According to data of the independent research group RPRG, the combined advertising budgets of ten main advertisers on the Russian market amounted to $218m in May 2002. The figures were calculated in accordance with the official price lists. The leader was Procter & Gamble with a $38m budget spent on advertising in May 2002. It is followed by Unilever ($31.7m), Nestle ($28m), Wimm Bill Dann ($26.1m), Mars Russia ($22.8m), Henkel ($20.1m), Pepsi Co ($14m), Wrigley ($13.9m), Danone ($12.4m) and Coca Cola ($11.1m).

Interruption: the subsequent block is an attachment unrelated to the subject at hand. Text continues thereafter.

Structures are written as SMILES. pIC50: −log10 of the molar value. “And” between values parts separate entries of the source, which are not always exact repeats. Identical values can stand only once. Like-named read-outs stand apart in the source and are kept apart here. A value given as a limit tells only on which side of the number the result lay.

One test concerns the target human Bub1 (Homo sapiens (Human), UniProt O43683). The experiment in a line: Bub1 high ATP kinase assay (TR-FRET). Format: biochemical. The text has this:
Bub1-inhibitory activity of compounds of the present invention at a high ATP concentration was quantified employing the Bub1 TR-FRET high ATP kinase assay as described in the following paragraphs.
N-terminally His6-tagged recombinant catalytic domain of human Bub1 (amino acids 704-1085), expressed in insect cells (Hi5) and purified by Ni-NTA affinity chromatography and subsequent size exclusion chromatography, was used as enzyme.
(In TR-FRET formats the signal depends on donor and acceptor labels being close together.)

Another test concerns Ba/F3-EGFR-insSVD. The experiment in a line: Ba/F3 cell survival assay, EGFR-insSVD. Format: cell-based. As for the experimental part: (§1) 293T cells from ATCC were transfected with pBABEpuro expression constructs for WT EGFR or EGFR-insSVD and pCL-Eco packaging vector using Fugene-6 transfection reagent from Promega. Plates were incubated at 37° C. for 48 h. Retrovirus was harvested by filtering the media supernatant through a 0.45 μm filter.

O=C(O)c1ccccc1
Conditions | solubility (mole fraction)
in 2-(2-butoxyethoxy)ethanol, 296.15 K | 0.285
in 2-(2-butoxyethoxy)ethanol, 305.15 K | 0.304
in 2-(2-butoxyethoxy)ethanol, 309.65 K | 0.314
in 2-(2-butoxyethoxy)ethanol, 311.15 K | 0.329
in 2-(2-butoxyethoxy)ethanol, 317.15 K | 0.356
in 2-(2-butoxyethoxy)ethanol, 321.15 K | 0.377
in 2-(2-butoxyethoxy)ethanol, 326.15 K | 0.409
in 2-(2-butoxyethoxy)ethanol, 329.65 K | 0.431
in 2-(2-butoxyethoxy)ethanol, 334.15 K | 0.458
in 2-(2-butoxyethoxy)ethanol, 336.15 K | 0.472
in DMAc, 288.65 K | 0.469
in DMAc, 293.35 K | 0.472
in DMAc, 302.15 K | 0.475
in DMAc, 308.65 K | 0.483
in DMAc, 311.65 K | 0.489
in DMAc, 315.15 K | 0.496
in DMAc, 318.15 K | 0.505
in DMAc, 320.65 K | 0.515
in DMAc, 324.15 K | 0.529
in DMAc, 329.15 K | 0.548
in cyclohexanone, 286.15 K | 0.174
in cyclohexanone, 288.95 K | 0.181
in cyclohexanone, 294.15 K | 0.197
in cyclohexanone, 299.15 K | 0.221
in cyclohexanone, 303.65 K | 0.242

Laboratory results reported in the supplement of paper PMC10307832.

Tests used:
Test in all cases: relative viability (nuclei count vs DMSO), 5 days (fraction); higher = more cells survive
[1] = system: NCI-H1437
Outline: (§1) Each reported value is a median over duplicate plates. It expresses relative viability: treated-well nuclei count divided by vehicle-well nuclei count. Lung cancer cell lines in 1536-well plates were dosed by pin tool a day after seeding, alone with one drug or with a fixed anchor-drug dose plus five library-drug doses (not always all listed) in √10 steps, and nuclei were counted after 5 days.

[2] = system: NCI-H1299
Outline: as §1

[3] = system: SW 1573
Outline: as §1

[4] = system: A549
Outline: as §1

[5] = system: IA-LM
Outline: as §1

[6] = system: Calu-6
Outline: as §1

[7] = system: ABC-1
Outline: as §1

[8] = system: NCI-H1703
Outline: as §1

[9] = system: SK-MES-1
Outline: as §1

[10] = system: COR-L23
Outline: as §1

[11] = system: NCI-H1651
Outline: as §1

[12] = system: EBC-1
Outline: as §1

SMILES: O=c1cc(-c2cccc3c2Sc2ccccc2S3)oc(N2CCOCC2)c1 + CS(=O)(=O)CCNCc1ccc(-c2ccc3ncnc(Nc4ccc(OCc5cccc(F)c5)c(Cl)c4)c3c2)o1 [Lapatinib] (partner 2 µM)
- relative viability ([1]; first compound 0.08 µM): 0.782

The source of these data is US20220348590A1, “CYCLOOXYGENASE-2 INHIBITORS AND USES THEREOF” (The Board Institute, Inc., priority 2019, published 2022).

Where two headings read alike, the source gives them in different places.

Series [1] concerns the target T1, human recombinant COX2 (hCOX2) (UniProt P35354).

Procter & Gamble was also the leader of TV advertising with $37.7m. Unilever allocated some $31.5m on TV advertising in May, 2002, Wimm Bill Dann $26m, Nestle $25m and Mars Russia $22.4m. Leaders of outdoor advertising were Samsung Electronics ($931,000), RJR Tobacco ($702,000) and B.A.T. Industries ($524,000). L'Oreal ($1.734m), Philip Morris ($629,000) and Beiersdorf AG ($546,000) spent these sums on advertising in printed mass media sources. Mobile TeleSystems ($1.02m), Bee Line ($599,000) and Sonic Duo ($392,000) were advertised on radio more than anybody else.
What is troubling is that Western analysts do not understand why Trump came to power, and why Putin can still retains it